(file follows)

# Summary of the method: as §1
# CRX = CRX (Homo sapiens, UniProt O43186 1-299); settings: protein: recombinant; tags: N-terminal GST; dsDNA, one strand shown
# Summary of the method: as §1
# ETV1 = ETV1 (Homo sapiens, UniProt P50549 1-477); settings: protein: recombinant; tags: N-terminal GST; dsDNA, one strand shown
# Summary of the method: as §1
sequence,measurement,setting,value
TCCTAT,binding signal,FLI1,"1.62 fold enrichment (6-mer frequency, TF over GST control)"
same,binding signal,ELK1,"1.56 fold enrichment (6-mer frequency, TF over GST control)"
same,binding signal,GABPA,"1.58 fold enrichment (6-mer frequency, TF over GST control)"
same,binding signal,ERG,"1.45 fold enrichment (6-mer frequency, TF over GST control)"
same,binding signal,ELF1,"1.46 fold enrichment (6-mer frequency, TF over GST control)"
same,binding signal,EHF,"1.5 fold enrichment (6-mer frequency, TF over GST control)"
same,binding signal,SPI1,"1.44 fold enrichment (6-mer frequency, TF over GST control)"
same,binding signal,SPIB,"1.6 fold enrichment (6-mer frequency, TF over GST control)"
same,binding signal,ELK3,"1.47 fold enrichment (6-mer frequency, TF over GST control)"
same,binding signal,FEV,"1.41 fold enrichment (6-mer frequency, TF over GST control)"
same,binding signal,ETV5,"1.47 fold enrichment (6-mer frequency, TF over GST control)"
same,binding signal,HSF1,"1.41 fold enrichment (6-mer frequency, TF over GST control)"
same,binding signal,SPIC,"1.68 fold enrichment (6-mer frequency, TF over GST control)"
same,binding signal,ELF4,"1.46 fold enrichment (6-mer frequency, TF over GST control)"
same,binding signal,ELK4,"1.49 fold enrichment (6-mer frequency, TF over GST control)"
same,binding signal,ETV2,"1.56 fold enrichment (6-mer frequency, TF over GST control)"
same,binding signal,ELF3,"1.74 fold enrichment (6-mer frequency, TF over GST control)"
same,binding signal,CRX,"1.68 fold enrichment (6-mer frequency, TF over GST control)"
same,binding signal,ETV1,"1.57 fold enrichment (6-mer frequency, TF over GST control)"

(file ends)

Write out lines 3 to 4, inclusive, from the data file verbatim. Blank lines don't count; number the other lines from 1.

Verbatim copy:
# Summary of the method: as §1
# ETV1 = ETV1 (Homo sapiens, UniProt P50549 1-477); settings: protein: recombinant; tags: N-terminal GST; dsDNA, one strand shown